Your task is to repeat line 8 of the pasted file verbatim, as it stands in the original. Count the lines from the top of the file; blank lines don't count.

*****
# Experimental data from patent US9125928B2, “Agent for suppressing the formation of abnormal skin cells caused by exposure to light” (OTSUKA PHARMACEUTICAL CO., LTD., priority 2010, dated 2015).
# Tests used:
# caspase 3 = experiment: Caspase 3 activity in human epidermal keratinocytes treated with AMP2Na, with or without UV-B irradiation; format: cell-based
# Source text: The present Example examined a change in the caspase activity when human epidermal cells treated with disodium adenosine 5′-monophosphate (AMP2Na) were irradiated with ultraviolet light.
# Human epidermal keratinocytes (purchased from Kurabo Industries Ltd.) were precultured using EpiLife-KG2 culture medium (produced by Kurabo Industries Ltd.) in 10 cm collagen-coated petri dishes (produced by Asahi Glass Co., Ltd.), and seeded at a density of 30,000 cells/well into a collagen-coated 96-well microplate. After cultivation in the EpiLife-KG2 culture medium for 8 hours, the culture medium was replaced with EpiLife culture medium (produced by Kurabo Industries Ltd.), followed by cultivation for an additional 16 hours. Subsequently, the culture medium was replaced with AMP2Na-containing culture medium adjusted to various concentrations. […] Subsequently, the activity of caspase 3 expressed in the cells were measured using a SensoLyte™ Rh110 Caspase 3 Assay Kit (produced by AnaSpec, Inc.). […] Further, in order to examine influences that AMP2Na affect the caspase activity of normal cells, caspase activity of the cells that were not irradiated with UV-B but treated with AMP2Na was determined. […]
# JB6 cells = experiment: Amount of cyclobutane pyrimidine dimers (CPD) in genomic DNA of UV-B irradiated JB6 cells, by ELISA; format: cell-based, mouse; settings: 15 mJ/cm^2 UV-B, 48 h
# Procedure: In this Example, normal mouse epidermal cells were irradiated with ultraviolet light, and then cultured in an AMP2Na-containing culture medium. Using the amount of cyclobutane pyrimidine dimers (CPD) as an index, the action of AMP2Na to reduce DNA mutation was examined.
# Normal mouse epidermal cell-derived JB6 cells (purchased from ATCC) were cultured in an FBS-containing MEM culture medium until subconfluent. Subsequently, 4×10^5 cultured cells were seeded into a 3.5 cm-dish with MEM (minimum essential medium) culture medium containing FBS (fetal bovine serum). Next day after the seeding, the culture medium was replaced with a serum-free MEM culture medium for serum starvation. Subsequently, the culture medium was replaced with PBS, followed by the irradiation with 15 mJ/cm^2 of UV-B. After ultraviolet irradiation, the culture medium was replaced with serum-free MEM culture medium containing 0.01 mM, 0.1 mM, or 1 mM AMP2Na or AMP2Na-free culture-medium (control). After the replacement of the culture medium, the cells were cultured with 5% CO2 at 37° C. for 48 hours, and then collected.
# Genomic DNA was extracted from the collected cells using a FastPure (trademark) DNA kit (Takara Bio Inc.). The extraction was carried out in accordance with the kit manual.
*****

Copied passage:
# Normal mouse epidermal cell-derived JB6 cells (purchased from ATCC) were cultured in an FBS-containing MEM culture medium until subconfluent. Subsequently, 4×10^5 cultured cells were seeded into a 3.5 cm-dish with MEM (minimum essential medium) culture medium containing FBS (fetal bovine serum). Next day after the seeding, the culture medium was replaced with a serum-free MEM culture medium for serum starvation. Subsequently, the culture medium was replaced with PBS, followed by the irradiation with 15 mJ/cm^2 of UV-B. After ultraviolet irradiation, the culture medium was replaced with serum-free MEM culture medium containing 0.01 mM, 0.1 mM, or 1 mM AMP2Na or AMP2Na-free culture-medium (control). After the replacement of the culture medium, the cells were cultured with 5% CO2 at 37° C. for 48 hours, and then collected.